Listen. Amplify. Follow. In Solidarity.

Reactions and Responses

Hi Friends,

I have been trying to write about what has been unfolding in the Middle East for a month. I have drafted and edited and asked friends for feedback and edited some more. And during this process, most of you have heard nothing but silence from me, and for that, I apologize. I condemn antisemitism, Islamophobia, dehumanization, and oppression of any kind.

I have been grappling with the frenzy of urgency and the complicity of silence. Harm can be caused by both. The rush to “take a stand” has caused many to pick sides and to feel isolated or divided from their communities. Pain upon pain upon pain. One person I read noted the additional spiritual violence many are experiencing. I want to validate how complicated and confusing many of our feelings are right now.

I have struggled to write this post. (I acknowledge the privileges that I have that allow me space and time and distance from what is happening.) I have wanted to avoid making mistakes. I have been confused about how to talk about a situation in which two systemically impacted groups of people have been positioned against each other, resulting in mutual dehumanization and violence. I have been worried about calls for unwavering loyalty to one group over another to justify violence instead of validating the shared humanity of each and every one of us.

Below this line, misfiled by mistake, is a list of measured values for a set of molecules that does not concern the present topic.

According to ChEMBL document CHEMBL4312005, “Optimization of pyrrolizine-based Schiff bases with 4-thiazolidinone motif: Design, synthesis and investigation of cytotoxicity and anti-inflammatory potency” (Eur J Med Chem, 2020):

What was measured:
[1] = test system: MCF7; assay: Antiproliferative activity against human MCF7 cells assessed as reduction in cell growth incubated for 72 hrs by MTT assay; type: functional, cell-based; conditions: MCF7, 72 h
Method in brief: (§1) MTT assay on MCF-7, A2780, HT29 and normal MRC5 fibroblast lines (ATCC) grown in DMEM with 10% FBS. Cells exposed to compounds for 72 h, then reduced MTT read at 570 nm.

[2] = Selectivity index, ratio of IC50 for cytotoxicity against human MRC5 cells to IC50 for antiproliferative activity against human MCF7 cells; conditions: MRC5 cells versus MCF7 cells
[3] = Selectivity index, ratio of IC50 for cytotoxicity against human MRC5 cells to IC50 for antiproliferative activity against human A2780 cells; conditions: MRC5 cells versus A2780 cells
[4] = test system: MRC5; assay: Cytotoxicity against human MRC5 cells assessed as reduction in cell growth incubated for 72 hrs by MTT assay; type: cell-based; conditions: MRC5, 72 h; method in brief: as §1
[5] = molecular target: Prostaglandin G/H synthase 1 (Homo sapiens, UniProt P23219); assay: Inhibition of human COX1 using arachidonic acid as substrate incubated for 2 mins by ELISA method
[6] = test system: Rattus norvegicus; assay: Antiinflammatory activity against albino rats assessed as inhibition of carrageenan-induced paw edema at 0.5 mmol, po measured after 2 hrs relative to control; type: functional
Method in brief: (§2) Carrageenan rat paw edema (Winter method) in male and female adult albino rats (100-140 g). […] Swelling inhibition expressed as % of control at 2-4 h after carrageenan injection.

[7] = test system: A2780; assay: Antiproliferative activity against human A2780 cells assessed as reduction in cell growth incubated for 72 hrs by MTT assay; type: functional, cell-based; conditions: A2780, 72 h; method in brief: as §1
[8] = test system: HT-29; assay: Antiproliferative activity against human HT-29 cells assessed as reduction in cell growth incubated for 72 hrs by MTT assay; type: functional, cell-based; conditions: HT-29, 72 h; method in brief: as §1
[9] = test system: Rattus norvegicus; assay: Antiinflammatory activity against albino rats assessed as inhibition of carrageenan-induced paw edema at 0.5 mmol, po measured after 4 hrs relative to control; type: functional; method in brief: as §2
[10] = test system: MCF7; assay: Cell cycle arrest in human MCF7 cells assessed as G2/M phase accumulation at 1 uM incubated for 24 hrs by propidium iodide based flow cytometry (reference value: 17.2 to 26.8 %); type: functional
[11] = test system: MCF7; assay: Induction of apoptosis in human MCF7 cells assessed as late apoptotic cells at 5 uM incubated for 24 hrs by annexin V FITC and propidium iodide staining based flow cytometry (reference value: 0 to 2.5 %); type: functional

Many of us have been reactive and in pain and seeking unequivocal validation of our sense of threat. Most of us are not skilled in validating someone’s feelings even when we do not agree with those feelings, and so many messages and articles and posts have contributed to binary thinking and people choosing sides. Cycles of dysregulation and spirals of emotions. Division and fear compounded.